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README.md Document printing stack traces Jan 7, 2019
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README.md

go-for-perl-hackers

The primary aim of this cheat sheet is to help Perl programmers get up and running with Go.

Your editor

vim

Consider adding the vim-go plugin to your .vimrc

If you're using vim-plug, that would look something like:

Plug 'fatih/vim-go'

If you're using Pathogen, that would look something like:

runtime bundle/vim-pathogen/autoload/pathogen.vim
" Bundle: tpope/vim-pathogen
call pathogen#infect()

" Bundle: https://github.com/fatih/vim-go.git

Now, open vim after installing vim-go and enter :GoInstallBinaries

Now you can take advantage of :GoRename when refactoring code and :GoTest in order to test your code without leaving your vim session.

Also, you can add goimports:

First install it: go get golang.org/x/tools/cmd/goimports

Then add the following to your .vimrc

let g:go_fmt_command = "goimports"

Lastly, if your editor is set up to display tabs, you may want to disable that for Go files.

autocmd FileType go setlocal nolist

shortcuts

daf in vim will now allow you to cut an entire function without first needing to select it.

Go vs Perl

In this section we'll document some commonly used Perl constructs and try to find their equivalents in Go.

Comments

####Perl:

# single line

=pod

Multi line

=cut

####Go:

// single line (C++-style)

/*
Multi-line (C-Style)
*/

Print

Printing strings

####Perl:

print 'hello, world';

####Go:

package main

import "fmt"

func main () {
    fmt.Println("hello, world")
}

Formatted print statements.

####Perl:

printf('We are open %i days per %s', 7, 'week');

####Go:

package main

import ( "fmt" )

func main() {
    fmt.Printf("We are open %d days per %s", 7, "week")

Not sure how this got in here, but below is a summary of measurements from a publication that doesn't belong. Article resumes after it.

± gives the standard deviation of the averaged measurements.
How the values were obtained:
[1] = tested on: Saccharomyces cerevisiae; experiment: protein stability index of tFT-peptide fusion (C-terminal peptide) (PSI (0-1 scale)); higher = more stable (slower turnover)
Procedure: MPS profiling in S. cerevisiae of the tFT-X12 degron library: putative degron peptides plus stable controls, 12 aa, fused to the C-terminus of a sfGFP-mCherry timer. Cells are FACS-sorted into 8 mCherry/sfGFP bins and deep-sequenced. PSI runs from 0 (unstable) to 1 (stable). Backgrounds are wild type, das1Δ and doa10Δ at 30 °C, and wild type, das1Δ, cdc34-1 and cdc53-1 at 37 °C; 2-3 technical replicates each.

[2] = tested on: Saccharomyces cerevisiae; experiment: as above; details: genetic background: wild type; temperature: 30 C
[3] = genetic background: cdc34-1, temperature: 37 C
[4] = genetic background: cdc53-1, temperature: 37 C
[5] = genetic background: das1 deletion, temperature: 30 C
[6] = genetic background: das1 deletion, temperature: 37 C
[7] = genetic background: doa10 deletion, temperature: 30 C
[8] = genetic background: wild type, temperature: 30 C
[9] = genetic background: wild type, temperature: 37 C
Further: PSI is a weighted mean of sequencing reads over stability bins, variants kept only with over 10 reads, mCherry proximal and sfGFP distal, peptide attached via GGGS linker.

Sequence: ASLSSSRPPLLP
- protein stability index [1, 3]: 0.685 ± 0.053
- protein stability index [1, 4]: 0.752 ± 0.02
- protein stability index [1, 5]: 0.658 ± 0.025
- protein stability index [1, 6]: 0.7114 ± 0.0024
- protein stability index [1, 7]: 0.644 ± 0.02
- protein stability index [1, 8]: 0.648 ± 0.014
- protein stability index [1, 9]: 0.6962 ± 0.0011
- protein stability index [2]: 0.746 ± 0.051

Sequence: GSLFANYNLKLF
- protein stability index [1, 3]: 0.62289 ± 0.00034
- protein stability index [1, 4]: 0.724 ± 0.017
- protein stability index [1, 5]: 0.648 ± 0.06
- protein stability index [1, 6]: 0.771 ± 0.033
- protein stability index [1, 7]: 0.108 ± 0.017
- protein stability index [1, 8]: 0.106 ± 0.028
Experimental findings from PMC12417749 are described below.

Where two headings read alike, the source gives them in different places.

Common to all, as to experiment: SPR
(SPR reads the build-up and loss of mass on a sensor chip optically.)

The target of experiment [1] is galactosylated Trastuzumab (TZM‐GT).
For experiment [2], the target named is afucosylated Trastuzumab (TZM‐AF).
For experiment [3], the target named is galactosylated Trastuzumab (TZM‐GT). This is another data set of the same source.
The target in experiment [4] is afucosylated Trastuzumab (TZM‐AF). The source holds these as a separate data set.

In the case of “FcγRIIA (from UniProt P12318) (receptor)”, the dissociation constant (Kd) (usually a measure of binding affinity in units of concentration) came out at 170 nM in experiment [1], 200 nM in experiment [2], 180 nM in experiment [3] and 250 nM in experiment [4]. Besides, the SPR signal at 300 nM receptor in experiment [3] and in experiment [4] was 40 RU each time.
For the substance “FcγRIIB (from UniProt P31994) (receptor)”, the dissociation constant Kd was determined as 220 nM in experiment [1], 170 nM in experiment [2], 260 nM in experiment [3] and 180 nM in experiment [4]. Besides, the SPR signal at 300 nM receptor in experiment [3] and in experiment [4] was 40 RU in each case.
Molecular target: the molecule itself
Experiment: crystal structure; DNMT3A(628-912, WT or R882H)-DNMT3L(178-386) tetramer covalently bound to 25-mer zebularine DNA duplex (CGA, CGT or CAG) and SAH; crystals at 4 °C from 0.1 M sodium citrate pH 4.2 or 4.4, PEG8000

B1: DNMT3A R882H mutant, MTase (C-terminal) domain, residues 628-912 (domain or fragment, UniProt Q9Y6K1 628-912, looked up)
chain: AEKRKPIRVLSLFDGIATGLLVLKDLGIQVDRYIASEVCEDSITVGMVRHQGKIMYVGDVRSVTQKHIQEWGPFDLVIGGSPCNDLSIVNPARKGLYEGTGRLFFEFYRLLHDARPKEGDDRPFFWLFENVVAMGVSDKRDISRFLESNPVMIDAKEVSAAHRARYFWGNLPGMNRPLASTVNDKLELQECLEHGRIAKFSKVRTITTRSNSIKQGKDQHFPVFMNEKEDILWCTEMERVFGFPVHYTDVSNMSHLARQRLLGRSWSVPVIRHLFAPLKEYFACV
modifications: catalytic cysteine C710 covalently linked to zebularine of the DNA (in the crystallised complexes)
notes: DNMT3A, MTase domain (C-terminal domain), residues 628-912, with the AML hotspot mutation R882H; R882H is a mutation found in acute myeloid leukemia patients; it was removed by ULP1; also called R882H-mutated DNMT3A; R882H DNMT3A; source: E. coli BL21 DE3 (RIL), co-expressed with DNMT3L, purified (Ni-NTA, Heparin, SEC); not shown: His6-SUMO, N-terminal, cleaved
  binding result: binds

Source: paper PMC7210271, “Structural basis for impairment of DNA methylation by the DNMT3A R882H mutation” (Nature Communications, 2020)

}

See golang.org/pkg/fmt/

Printing from within a test

####Perl:

diag 'foo happens';

####Go:

t.Log("foo happens")
t.Logf("We are open %d days per %s", 7, "week")

Variables

Environment Variables

####Perl:

print "GOPATH: $ENV{GOPATH}\n";

####Go:

fmt.Println("GOPATH: ", os.Getenv("GOPATH"))

Variable Assignment

####Perl:

my $foo = 'bar';
my $pi = 3.14;

####Go:

// the following assignments are equivalent
var foo = "bar"
foo := "bar"

var pi float32 = 3.14  // explicit cast as float32
pi := float32(3.14)    // explicit cast as float32
pi := 3.14             // implicit cast as float64
pi := "3.14"           // implicit cast as string
Instantiate multiple variables at once

####Perl:

my ($one, $two, $three);

####Go:

var one, two, three string
Double vs Single Quotes

####Perl:

my $foo = 'bar'; // no variable interpolation
my $bar = "$foo baz"; // allow for variable interpolation

####Go:

foo := "" // implicitly cast as a string
foo := '' // implicitly cast as a rune

See golang.org/ref/spec#Rune_literals

Multiple Variables
Declare without explicit values

####Perl:

my ($foo, $bar);

####Go:

var foo, bar int
Declare with explicit values

####Perl:

my ($i, $j) = (1, 2);

####Go:

var i, j int = 1, 2

Boolean checks (true/false)

####Perl:

my $success = 1;    # true
$success = 'foo';   # true
$success = 0;       # false
$success;           # (undef) false

if ($success) {
    print "This succeeded";
}

if ( !$success ) {
    print "This failed";
}

####Go:

var success bool

success = true
success = false

if success == true {
    fmt.Println("This succeeded")
}

if success {
    fmt.Println("This succeeded")
}

if success == false {
    fmt.Println("This failed")
}

if !success {
    fmt.Println("This failed")
}

Checking for (un)definedness

####Perl:

my $foo;
if ( ! defined $foo ) {
    ...;
}

####Go:

var myString string

if myString == "" {
    fmt.Println("Empty")
}


var mySlice []int

if mySlice == nil {
    fmt.Println("nil")
}

String Concatenation

####Perl:

my $foo = 'go';
my $bar = 'pher';

$gopher = "$foo$bar";
$gopher = $foo . $bar;
$gopher = join q{}, $foo, $bar;
$gopher = sprintf '%s%s', $foo, $bar;

####Go:

foo := "go"
bar := "pher"

gopher := foo + bar
gopher := fmt.Sprintf("%s%s", foo, bar)
package main

import (
    "bytes"
    "fmt"
)

func main() {
    var buffer bytes.Buffer
    foo := "go"
    bar := "pher"

    buffer.WriteString(foo)
    buffer.WriteString(bar)
    fmt.Println(buffer.String())
}

Constants

####Perl:

use Const::Fast;